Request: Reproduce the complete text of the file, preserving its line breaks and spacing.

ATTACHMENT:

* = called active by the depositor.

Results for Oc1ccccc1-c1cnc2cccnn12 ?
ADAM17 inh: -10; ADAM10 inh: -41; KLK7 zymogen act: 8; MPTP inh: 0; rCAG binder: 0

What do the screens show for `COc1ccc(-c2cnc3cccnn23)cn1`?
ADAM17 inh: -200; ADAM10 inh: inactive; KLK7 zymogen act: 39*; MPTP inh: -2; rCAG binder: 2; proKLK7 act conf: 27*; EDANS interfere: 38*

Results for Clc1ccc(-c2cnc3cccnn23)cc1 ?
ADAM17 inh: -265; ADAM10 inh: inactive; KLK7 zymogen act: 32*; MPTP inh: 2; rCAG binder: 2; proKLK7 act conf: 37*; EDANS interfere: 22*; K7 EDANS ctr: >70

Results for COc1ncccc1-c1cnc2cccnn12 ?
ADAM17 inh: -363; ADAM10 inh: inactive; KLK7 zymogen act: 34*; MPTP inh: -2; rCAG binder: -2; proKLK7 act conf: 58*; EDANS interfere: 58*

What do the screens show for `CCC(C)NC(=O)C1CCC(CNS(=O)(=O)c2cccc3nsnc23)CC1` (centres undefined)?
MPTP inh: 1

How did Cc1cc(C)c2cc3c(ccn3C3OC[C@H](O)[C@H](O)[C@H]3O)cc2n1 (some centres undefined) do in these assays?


* = called active by the depositor.

Results for Oc1ccccc1-c1cnc2cccnn12 ?
ADAM17 inh: -10; ADAM10 inh: -41; KLK7 zymogen act: 8; MPTP inh: 0; rCAG binder: 0

What do the screens show for `COc1ccc(-c2cnc3cccnn23)cn1`?
ADAM17 inh: -200; ADAM10 inh: inactive; KLK7 zymogen act: 39*; MPTP inh: -2; rCAG binder: 2; proKLK7 act conf: 27*; EDANS interfere: 38*

Results for Clc1ccc(-c2cnc3cccnn23)cc1 ?
ADAM17 inh: -265; ADAM10 inh: inactive; KLK7 zymogen act: 32*; MPTP inh: 2; rCAG binder: 2; proKLK7 act conf: 37*; EDANS interfere: 22*; K7 EDANS ctr: >70

Results for COc1ncccc1-c1cnc2cccnn12 ?
ADAM17 inh: -363; ADAM10 inh: inactive; KLK7 zymogen act: 34*; MPTP inh: -2; rCAG binder: -2; proKLK7 act conf: 58*; EDANS interfere: 58*

What do the screens show for `CCC(C)NC(=O)C1CCC(CNS(=O)(=O)c2cccc3nsnc23)CC1` (centres undefined)?
MPTP inh: 1

How did Cc1cc(C)c2cc3c(ccn3C3OC[C@H](O)[C@H](O)[C@H]3O)cc2n1 (some centres undefined) do in these assays?